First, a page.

Speaker Louie Giglio was present to challenge SBC'ers to preach about the Holy Spirit, who points us to Jesus Christ. Instead of relying on just calls to missions, we ought to rely on the power of the Holy Spirit in believer's lives in order to give the impetus and passion to share the gospel even more than at present. We don't have to go overboard talking about the Spirit's work, in order to spend necessary additional time on that person's work in salvation/the church. He also brought out that he is now pastoring, which is a major change from his parachurch ministry days including representing at Passion and One Day events around the USA.

Speaker Rick Warren did a solid job bringing out the role of a church in church planting. He used some of his field tested and approved research to pepper the message, giving people a good sense of the kind of work he recommends. This message offered insight into how God calls us to reach people with the good news of Jesus by the means of church planting. It was challenging and useful. He revealed how God has laid it on his heart to be involved with churches internationally and how Saddleback church is sponsoring members to go out and begin church planting work in CA and to the ends of the earth. Apparently, they have been undertaking a major project of reaching every nation with missionaries. This has gone well with a group helping him to carry out this good task which he mentioned from the stage. In my personal opinion, it was very refreshing to hear a man used of God to plant a church speaking about church planting being a priority.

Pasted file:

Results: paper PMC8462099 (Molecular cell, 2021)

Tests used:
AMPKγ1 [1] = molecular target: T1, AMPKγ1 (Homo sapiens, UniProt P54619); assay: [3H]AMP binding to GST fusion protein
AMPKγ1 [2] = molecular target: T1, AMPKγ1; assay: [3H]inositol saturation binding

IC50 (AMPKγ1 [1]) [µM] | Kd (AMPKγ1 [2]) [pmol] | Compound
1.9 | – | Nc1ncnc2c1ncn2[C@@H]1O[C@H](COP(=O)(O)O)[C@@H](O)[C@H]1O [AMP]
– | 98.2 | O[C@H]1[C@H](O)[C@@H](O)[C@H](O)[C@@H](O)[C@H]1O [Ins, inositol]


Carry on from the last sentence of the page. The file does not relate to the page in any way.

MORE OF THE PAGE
Attenders seemed to include a good portion of laypersons, and then a significant chunk of Southern Seminary and Southwestern Seminary students/grads within the past five or so years.